this is how I expected classes would be; challenging, inspiring, thoughtful, all those romantic notions that someone might have when they spend years pining for higher education.
It hasn’t been easy this week, I have 3 children at home and the husband is out of the country and one child decided to break their driving foot and so balance to the universe is off quite a bit, but the classes were here waiting for me, after half a day spent in Urgent Care.
It is not a surprise to me that I am loving my writing class. I know it’s just English 101 but the novel we’re reading is O Pioneer! by Willa Cather. It’s marvelous. I learned this week about something called Lectio Divina…have you ever heard of it? “Sacred Reading” is the rough translation. There are four parts to it and I won’t bore you naysayers with the details but let’s just say that it is a very powerful way to look at a text, any text.
Also in this class I have to do a “community service project.” They really wanted us to apply our critical thinking skills to a problem we see in our community and come up with a project to help that problem. As a young thing I may have rolled my eyes and stomped my foot at this. As an old thing, or, er…”middle-aged,” I have already been pondering a problem I see in my neighborhood and have wanted to do something about. I will keep you posted as I start this journey, and it will definitely push me out of my comfort zone.
A class I thought I’d like but have been absolutely delighted by is Interpersonal Communications…so far I have taken a self-esteem test, Rokeach’s Terminal and Instrumental Values, and this week Gallup’s Strengths test. It’s a lot of introspection.
I think the biggest A-HA for me through deep diving into my psyche is that I need to work on my confidence, it can be destroyed too easily by my harshest critics, my teenagers.
I won’t go into much family detail on this blog, but I have 3 children of the young adult age at home. All the learning in all the universities cannot teach you more about your own faults than your teenagers can. They will gladly point any foibles out if given the opportunity, and though a parent might diligently work to be the type of parent that their blessed children can turn to for help in times of despair and trouble, the fact is, sometimes they really don’t want to talk to the parent. Sometimes they want to wallow in their pain. It’s a very teenage thing to do.
It’s why I loved Wuthering Heights. Yes I realize no one else in the free world loves or loved Wuthering Heights but I did so love fictional torment at one point in my life. The point where I had never experienced true pain because I lived in a nice comfortable house with my many siblings and parents who loved each other. I haven’t revisited Wuthering Heights recently but I have a feeling it would not hold up.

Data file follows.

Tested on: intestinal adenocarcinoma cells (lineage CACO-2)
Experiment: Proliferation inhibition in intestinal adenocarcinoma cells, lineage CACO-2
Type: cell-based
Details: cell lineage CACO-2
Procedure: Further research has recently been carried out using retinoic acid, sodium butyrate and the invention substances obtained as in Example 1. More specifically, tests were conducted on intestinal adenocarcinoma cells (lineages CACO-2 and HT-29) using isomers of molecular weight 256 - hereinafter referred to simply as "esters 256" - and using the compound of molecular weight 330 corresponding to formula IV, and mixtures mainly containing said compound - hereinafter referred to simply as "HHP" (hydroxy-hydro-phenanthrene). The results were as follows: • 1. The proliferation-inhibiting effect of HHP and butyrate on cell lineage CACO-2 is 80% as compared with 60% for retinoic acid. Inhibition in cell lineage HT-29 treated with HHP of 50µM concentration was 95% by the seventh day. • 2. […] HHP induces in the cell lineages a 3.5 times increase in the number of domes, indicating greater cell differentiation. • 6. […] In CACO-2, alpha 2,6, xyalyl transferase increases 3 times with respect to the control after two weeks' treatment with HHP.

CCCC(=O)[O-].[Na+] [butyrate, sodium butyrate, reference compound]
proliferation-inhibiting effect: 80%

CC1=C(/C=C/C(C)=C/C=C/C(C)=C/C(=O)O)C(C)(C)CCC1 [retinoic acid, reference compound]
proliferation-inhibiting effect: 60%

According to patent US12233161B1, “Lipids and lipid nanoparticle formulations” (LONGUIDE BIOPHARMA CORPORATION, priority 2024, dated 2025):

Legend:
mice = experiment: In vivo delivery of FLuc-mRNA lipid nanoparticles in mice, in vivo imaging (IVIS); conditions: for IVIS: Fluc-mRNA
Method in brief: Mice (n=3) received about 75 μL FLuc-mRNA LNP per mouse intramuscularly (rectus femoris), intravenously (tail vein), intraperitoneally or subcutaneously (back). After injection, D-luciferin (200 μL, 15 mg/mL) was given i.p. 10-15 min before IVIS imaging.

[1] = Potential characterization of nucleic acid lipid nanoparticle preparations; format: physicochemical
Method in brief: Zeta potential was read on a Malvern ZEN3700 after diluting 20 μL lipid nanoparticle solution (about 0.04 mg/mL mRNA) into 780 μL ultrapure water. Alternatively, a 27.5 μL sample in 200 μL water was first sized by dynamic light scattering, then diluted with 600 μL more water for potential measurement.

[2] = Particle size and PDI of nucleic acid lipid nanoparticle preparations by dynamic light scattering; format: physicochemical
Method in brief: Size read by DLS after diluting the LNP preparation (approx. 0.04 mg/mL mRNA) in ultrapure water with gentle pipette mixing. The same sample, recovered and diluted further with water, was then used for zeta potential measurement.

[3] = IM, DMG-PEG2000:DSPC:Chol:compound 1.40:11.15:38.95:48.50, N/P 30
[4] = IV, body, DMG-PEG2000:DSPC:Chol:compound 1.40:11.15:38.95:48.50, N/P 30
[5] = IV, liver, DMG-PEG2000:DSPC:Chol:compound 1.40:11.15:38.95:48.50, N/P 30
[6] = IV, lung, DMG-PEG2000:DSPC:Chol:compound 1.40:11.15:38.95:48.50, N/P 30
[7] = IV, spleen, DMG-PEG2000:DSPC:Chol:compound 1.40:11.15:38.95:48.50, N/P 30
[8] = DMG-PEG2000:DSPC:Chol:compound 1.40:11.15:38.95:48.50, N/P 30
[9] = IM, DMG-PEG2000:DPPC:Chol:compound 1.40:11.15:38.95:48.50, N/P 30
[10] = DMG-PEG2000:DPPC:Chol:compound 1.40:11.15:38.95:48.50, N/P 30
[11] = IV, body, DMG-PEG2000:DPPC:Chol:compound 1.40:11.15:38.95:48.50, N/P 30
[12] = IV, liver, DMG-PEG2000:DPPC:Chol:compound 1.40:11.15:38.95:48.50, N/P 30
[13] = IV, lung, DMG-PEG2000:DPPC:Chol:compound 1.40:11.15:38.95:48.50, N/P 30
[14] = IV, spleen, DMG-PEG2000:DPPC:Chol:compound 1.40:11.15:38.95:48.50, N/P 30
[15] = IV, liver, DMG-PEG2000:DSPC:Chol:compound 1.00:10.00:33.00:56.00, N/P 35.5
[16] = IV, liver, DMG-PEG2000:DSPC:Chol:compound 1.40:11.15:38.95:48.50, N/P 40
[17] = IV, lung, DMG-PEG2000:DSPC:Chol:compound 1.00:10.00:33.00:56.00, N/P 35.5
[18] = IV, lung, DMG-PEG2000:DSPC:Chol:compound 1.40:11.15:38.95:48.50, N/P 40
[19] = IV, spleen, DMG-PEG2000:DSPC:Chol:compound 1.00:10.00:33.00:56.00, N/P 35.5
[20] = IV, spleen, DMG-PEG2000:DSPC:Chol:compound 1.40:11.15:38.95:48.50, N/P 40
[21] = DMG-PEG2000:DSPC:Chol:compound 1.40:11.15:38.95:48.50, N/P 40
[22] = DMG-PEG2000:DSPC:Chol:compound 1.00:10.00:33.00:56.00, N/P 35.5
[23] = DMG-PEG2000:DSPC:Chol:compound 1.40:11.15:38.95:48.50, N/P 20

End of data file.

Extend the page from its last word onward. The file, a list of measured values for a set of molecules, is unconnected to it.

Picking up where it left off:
The long and short of parenting teens is you feel like all the foundational elements you placed so carefully when they were very small and loved you are dashed and torn asunder, like nothing was there to begin with. I was just as guilty with my own parents. I remember clearly thinking when I was 15; “I’m 15. I’m going to remember that at 15 my future children will tune out everything I say, because I don’t care what my parents say anymore. I’m a fully formed adult now.”
Clearly I had no idea how much I had to learn.
Here is another favorite quote from a dear friend’s husband to his then 15 year old son…”You’re 15. You are as stupid as you’re ever going to get, because right now, you think you know everything.”
And while I don’t have an actual 15 year old at the moment, the principle applies…my kids are their own people, and they currently find me annoying and even when I know they are struggling with complex teenage feelings and issues I am met with brick walls around their feelings.
Anyway, back to my Interpersonal Communications and that A-ha moment. It’s very important to me that I whether this storm of young emotions with my confidence intact. While I envisioned being the mom they could come to about anything, the reality is that maybe I’m not who they need right now. That is okay. (I say this to myself to convince myself.) I have done the best I can and will continue to leave my door open if and when they feel the need.
If parenting was easy the rewards and payoffs would not feel as amazing. And I do have glimpses of those times.
I come away from this week grateful for this time in my life. I am grateful for this never boring family that keeps me on my toes. My brain feels alive. I worked into the night on Friday so I could have Saturday and Sunday off, my mind didn’t know what to do with itself. This is what I was hoping for, that maybe the long-dead, hardened gray-matter would start forming little neuro-pathways again and it would all lead to my lifelong dream fulfilled of being able to write and create like I once did.